Durham County Council want to start charging for the collection of garden waste from next year.
Kerbside collections for garden waste in County Durham will remain free this year, and then look set to continue from 2015 as an opt-in service with an annual fee of £20.
Following a public consultation last autumn, the authority claims there is enough interest across the county to enable the service to continue with the annual fee.
If Durham County Council’s Cabinet agree a report next week, a further 35,000 households will become eligible to opt into the scheme, taking the total number to 186,000. In Teesdale the service will continue under the third sector group Rotters.
The consultation also revealed that the majority of people willing to opt into the scheme wished to pay the £20 annual fee online via the council’s website.
The council’s Cabinet will now be asked to agree the introduction of the fee from spring 2015, with the service remaining free for this year.
Each home taking up the annual subscription will receive 16 collections. Moving to a small annual fee will also allow the council to make the necessary saving of £933,000 for this service.
Cabinet member for neighbourhoods and local partnerships, Cllr Brian Stephens, said: “I am very pleased we will be able to continue to offer this service in 2015 to those households wishing to opt in.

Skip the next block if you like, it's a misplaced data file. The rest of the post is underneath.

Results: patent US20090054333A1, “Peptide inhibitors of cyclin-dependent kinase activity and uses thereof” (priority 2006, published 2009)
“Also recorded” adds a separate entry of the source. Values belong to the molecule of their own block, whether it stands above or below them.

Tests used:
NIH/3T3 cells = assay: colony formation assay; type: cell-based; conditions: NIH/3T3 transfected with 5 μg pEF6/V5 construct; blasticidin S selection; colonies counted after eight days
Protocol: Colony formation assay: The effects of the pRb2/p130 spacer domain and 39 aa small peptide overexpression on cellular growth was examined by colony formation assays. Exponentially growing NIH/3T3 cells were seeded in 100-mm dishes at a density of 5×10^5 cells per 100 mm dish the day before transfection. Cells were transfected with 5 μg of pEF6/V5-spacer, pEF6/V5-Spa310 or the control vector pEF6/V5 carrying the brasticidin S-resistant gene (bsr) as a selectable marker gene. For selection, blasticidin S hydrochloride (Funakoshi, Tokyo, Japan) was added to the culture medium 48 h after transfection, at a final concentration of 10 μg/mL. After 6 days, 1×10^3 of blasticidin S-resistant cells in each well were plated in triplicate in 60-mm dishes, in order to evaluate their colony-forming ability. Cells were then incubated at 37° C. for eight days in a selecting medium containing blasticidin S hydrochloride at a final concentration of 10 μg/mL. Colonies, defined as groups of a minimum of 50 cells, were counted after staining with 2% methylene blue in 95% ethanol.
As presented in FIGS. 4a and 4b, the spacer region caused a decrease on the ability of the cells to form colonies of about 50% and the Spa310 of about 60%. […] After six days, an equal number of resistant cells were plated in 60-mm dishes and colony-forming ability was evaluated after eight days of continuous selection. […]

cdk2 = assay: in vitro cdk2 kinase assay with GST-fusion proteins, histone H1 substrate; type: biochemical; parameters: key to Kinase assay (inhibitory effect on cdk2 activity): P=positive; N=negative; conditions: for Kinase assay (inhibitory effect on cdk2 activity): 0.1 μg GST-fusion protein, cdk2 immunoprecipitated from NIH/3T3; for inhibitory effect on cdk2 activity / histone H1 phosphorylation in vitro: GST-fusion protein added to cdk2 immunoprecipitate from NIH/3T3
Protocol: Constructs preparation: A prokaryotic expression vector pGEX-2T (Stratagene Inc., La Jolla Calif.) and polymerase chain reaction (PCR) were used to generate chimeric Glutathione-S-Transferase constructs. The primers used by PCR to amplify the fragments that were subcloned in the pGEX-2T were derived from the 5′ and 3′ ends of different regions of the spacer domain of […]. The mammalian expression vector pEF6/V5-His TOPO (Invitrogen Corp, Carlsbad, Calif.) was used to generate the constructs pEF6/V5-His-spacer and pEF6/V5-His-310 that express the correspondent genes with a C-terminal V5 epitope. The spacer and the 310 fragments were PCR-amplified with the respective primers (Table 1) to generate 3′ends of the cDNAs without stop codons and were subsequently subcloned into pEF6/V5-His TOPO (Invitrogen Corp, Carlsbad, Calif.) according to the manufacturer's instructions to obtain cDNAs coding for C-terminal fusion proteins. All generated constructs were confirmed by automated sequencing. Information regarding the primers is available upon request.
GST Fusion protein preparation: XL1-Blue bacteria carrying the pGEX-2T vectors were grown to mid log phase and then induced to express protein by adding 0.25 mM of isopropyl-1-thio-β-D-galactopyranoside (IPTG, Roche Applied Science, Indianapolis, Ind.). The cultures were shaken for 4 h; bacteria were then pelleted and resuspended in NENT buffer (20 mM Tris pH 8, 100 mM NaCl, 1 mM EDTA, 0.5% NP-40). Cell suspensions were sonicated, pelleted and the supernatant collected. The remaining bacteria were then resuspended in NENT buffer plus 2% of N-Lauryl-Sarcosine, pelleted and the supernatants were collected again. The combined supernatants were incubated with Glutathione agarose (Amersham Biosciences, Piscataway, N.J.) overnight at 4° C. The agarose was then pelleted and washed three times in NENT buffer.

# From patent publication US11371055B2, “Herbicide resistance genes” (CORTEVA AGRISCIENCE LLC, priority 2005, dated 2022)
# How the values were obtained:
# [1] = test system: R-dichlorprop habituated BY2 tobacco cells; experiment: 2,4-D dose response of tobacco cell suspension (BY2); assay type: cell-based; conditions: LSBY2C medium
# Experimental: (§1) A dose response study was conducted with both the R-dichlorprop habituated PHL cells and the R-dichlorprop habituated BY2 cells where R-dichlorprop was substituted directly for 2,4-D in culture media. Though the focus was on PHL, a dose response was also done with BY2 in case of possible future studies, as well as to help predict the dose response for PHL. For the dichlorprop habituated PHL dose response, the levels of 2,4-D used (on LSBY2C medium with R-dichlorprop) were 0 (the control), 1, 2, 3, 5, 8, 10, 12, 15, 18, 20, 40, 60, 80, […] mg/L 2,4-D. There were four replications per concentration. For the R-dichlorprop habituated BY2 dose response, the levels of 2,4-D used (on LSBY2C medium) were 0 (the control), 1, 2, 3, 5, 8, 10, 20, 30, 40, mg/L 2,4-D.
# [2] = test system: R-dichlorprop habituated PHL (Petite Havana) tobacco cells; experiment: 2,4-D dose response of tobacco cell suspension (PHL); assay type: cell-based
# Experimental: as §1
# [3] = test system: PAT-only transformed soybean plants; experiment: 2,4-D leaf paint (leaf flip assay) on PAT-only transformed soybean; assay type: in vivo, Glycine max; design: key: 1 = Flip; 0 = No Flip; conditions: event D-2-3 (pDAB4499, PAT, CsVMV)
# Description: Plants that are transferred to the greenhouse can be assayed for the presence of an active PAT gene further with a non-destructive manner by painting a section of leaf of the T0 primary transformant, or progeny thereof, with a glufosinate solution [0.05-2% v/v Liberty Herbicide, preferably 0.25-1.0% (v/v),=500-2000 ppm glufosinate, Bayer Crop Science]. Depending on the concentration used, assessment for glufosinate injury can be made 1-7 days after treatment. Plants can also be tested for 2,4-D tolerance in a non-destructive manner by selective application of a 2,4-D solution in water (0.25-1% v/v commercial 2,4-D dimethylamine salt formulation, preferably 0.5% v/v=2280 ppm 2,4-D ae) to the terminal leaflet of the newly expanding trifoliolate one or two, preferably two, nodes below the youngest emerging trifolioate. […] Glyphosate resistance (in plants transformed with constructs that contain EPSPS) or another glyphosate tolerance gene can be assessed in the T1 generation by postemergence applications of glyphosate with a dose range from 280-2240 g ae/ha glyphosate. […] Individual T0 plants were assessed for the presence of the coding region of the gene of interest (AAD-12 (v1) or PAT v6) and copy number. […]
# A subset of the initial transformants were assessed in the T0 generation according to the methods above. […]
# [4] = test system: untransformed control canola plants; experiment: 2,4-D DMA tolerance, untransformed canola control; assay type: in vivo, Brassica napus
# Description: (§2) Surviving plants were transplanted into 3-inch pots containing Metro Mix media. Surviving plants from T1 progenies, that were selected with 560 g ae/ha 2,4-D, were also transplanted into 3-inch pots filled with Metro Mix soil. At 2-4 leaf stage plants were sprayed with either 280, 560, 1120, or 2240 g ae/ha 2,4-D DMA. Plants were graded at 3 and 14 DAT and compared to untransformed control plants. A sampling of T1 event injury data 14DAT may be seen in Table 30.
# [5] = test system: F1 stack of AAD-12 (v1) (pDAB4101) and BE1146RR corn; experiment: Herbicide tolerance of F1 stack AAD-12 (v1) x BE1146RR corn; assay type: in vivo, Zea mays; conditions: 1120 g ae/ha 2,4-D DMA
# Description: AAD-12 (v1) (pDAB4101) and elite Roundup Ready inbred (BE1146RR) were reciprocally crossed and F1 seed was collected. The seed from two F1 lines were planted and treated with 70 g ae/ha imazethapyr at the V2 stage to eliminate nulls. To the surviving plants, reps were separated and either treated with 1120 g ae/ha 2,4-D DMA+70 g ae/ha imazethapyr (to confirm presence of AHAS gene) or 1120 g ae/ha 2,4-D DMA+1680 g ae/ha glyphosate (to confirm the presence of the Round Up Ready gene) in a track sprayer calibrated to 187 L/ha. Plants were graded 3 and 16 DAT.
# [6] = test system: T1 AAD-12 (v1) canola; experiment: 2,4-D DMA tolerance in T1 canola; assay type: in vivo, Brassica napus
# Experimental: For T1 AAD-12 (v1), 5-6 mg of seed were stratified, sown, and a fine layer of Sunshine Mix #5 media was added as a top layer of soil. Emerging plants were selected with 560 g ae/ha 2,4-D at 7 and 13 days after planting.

“There is clearly enough support to make kerbside collections with a small annual opt in fee viable and the fact that an additional 35,000 people will now have the choice to take it up if they would like to is excellent.
“I would like to thank all those people who took the time to give us their views and I hope that many more homes will now decide to take up this offer.”
Durham County Council faces required budget reductions of more than £224m (2011 – 2017) due to large reductions in Government grants.
While local authorities are not obliged to provide garden waste collections, of those which do, more than 35 per cent already charge separately for the service.
The £20 annual fee is considerably lower than the national average. Locally, it is the same as that already charged by Newcastle City Council and a little less than that in Northumberland.
All households eligible to join the scheme will receive a letter later in the year outlining how the service will operate and how the public can pay their subscription.
Anyone opting to take up a three year subscription will be eligible for a discounted rate of £50.
Households opting in will receive a unique number and sticker for their bin which will be cross referenced with a computerised system identifying those houses which are part of the scheme. Neighbours who want to share a bin can also make an arrangement between themselves to do that.
Cabinet members will be asked to approve the introduction of the new scheme when they meet at County Hall on March 19.